Lately, my children have been testing me. Well technically, “testing me” is a constant state of being for them, but lately they just seem to be doing it on steroids. And that means it’s time to review some discipline tactics I’ve long had in my arsenal but forgot were there. I was looking over some materials from a “Love and Logic” course my husband and I took when my oldest was a toddler. Among the neatly bullet-pointed parenting ideas was this question: “What are the five most important things you want to instill in your child?”
I have to be honest. I really hate questions like that, because there are a LOT of important things I need to instill in my children. If all parents stopped at five, I think the world would have a terrible problem on its hands: Well, my kid is dumb as rocks, but I already instilled kindness, emotional strength, faith, self-respect, and responsibility in him. Maybe I should have bumped up intelligence on that list. I guess I’ll just swap that out for kindness with the next one. Both of my kids don’t need to be nice, do they?
Considering I have a hard time deciding what to order at Cheesecake Factory, how do these parenting gurus expect me to pick only five important things to instill in my children? Well, I have out-smarted the gurus. I have found the appetizer combo platter of good parenting. There is just one thing I need to instill in my children that will inevitably cover all the bases: don’t be a jackleg.
Jackleg is a term used by my dad to describe anyone who is acting as a plague to society (and apparently it can also be found in a real dictionary. Like Merriam-Webster, and not Urban). Synonyms might be dumbass, dipstick, a-hole, douche canoe and anything in the jerk family: jerkhead, jerkwad, jerkoff, or jerkstore. Over the years, my dad has educated us well in identifying jacklegs by their telltale characteristics. A good majority of them are usually found on the road at any given point in time, as that is most often when my father yells, “Come on, jackleg!!! Get with the program!” They are also abundant in the Senate, House of Representatives, and associated with political campaigns in general.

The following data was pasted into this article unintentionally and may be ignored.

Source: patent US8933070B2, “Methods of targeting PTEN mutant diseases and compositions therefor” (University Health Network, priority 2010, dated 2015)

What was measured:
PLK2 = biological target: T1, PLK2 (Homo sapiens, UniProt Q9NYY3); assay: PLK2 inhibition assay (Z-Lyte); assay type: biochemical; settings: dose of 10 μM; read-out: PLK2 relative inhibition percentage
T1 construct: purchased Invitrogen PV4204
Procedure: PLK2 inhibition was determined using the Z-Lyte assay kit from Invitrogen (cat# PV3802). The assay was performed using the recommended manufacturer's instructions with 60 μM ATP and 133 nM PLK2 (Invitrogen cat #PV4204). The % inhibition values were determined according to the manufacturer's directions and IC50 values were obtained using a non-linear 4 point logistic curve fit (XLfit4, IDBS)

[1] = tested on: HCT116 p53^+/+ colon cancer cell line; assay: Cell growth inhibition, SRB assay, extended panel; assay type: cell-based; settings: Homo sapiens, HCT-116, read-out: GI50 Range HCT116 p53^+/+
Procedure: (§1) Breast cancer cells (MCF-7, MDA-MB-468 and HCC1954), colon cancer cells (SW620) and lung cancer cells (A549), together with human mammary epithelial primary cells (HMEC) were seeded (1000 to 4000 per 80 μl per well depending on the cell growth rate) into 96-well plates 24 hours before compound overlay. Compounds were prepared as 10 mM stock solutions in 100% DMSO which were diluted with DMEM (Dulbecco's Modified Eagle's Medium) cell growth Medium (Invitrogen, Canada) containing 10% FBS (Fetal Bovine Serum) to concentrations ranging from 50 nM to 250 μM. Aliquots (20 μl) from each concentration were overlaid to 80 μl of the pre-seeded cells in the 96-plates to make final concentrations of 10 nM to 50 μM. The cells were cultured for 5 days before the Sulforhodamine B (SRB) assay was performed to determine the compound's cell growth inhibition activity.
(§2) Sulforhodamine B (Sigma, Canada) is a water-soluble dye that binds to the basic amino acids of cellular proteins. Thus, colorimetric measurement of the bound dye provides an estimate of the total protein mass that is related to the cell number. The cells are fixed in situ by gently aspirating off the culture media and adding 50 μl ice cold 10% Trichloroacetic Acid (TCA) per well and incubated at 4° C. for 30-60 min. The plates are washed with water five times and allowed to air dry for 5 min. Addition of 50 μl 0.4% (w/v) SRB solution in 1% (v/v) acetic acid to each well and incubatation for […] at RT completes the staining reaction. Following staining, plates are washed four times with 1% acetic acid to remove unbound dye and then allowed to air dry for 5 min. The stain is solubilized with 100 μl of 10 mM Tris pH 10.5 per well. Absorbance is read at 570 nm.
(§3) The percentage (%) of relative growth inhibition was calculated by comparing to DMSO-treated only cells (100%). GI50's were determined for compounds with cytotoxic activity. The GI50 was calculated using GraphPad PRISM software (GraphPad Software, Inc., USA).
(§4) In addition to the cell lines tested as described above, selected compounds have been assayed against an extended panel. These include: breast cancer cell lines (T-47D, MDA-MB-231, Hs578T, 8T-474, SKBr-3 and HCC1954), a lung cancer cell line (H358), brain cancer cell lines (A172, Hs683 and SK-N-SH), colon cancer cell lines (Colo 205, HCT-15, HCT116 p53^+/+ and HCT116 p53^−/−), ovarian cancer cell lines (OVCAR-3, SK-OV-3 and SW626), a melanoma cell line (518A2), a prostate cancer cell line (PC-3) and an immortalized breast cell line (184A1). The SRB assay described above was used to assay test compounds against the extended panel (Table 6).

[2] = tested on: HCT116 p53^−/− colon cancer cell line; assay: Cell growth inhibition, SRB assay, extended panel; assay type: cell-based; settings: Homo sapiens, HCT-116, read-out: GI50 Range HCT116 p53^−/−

I know enough to know I don’t want my kids to be jacklegs.
Once upon a time, I wrote a blog post about some brilliant parenting advice from hippies, by way of the Crosby, Stills, Nash & Young song, “Teach Your Children.” In it, I discuss that as parents, we often over analyze how we raise our children, when maybe all we really need to do is make sure everything stems from “feeding them on our dreams.” My dreams for my kids are love and happiness. If I just make sure everything I do falls in line with them feeling loved and happy, then I will probably end up doing a pretty good job. This whole jackleg thing is along those lines. Everything I want my children to be stems from teaching them not being jacklegs. Let me illustrate.
- I want my kids to have a good work ethic. Jacklegs are lazy good-for-nothings. Don’t be a jackleg.
- I want my kids to have compassion for others. Jacklegs make fun of other people and only care about themselves. Don’t be a jackleg.
- I want my kids to be able to own up to their mistakes and learn from them. Jacklegs don’t take responsibility for their actions and are dumb heads. Don’t be a jackleg.
- I want my kids to value family and nurture important relationships in their lives. Jacklegs never call their mothers. Don’t be a jackleg.
- I want my kids to build a life blessed with faith and live according to the fundamental teachings of Jesus. Jacklegs are the Devil’s minions who sacrifice goats and sometimes humans and barf green pea soup out of their mouths. Don’t be a jackleg.
See, it’s really very simple. From now on, whenever my children find themselves in a situation where they need to make a decision, where they need to figure out a code of conduct, where they need to discern what is right or wrong, all they need to do is identify what a jackleg would do…and do the opposite. It is a foolproof disciplinary tactic.
So the next time my daughter sasses me or my son colors on yet another piece of furniture, I’m going to take a page from my dad and yell out, “Come on, jackleg!!! Get with the program!” I think that should do the trick.
Feel free to use the jackleg method with your own children. Share it with your friends. And the next time you find yourself at a baby shower, and they pass around one of those sweetly decorated little books where everyone is supposed to write down their best piece of parenting advice for the mommy and daddy-to-be, just write, “Don’t let your baby grow up to be a jackleg.” When they ask where that bit of wisdom came from, so brilliant in its simplicity and logic, tell them it is the brainchild of “Kelly’s Dad,” the parenting guru second only to Crosby, Stills, Nash & Young.